Every parish thinks their team is too small. I met some folks from a Texas megaparish that has 35 people on their RCIA team. They think their team is too small. The smallest team I have served with is three — me and two others.
Jesus started with one and maxed out at 12. And most of those guys were a little unreliable at times. Honestly, you already have more resources than Jesus did, even if you are team of one. Look around. You have a parish, a ritual process, a catechetical process, meeting spaces, a phone, print resources, video resources, the Internet, electricity, and pizza delivery.
The point of this article is to say that no team is too small to run an effective RCIA process. The reason we all think we are too small is that we think RCIA is supposed to be a mini-theology school, filled with students and classes. You will probably never have enough team members to run a school. But you have plenty of resources to help people “seek the living God and enter the way of faith and conversion” (RCIA 1).
Here are four ways you can lead people to Jesus, no matter what size your team is.
1. Take seekers to Mass
If you have Mass on Sunday, you have a ready-made process for leading seekers on the way of faith. Pope Benedict XVI called liturgy the “privileged context in which God speaks to each one of us, here and now.” He also said:
Thus, by participating in the liturgy we make our own the language of Mother Church, we learn to speak in her and for her. Of course, as I have already said, this happens gradually, little by little. I must immerse myself ever more deeply in the words of the Church with my prayer, with my life, with my suffering, with my joy, and with my thought. It is a process that transforms us.
If you do nothing but take your seekers to Mass, they will learn to speak as the church speaks, and they will be gradually transformed.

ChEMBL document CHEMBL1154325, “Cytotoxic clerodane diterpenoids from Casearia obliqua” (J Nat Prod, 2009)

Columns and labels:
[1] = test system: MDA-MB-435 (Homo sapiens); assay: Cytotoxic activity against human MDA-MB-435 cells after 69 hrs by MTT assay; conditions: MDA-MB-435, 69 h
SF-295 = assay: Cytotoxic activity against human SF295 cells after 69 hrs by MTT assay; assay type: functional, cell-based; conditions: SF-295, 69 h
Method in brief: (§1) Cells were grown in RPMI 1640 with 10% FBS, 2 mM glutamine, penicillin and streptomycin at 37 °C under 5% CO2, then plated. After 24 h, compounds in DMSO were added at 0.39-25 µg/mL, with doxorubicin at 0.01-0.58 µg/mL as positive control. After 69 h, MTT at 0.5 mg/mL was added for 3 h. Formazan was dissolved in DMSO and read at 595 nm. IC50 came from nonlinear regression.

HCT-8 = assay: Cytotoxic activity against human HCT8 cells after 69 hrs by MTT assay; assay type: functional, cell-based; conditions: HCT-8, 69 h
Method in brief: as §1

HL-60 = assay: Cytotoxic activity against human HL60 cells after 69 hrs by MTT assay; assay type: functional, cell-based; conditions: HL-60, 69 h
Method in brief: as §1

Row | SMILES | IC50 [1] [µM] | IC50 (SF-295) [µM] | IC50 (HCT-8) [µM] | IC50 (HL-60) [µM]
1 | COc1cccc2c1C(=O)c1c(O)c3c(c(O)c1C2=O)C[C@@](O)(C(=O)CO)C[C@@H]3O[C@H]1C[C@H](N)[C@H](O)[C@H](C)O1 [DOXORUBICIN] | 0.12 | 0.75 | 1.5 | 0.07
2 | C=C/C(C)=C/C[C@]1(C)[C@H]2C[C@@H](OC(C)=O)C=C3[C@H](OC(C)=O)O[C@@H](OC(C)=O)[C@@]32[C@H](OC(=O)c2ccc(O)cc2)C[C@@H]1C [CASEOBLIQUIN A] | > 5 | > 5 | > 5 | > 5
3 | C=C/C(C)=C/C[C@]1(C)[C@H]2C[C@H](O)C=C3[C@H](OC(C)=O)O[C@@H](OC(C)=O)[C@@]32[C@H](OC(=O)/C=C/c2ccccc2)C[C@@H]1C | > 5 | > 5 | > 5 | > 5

2. Order pizza
Invite your seekers to dinner. Or better yet, ask some parishioners to invite them to dinner. If you ask a parishioner to “join the RCIA team,” you aren’t going to get a lot of takers. Whenever I ask a parishioner if they would be willing to have someone over for dinner who is interested in becoming Catholic, I almost always get a “yes.” The parishioner doesn’t have to do anything except order pizza and be hospitable. If you get your seekers into Catholic homes four to six times a year, you will be helping them “enter the way of faith.”
3. Take seekers to choir practice
Or the Mom’s Club, or Bible Study, or the Knights of Columbus meeting, or the St. Vincent de Paul meeting, or the parish council meeting…. Take your seekers to whatever your parish is already doing to live out the “way of faith.” Better yet, ask a member of each of those groups to reach out and invite a seeker to their meeting. The RCIA says that “the community must always be fully prepared…to give help to those who are searching for Christ” (9). If you ask a member of the parish council to “join the RCIA team,” you’ll probably get a “no.” If you ask her to invite someone who is thinking of becoming Catholic to a parish council meeting, you will probably get a “yes.” And you will be teaching the community how to fulfill their mission of offering help to the seekers.
4. Ask the pastor to bless the seekers
If you have difficulty getting your pastor involved in the RCIA process, here is an easy way. Ask him to come bless the seekers. He doesn’t have to teach anything or solve any problems. He just has to come and pray with the seekers for 10 or 15 minutes. He can probably do that impromptu, but if you want to give him a script, there are blessing prayers in the RCIA. See paragraphs 95-96. Technically, these blessings are for catechumens. So if your seekers are not yet catechumens or if they are baptized, you will need to adapt some of the language to fit.
Live the way of faith year-round
All of these faith formation activities take place at all year long. There is no need to tell a seeker to “come back in September.” And there is no need to try to “catch up” a seeker because they missed class.
Nothing in the Rite of Christian Initiation of Adults asks us to run a theology school. When we are talking about true beginners in the faith, the RCIA asks us to introduce them to Christ and to train them in the Christian life (see RCIA 75). These four faith formation activities will go a long way toward accomplishing that goal, no matter the size of your RCIA team.
What do you think?
How is your RCIA team leading seekers on the way of faith? How are you teaching your parish to be the RCIA team?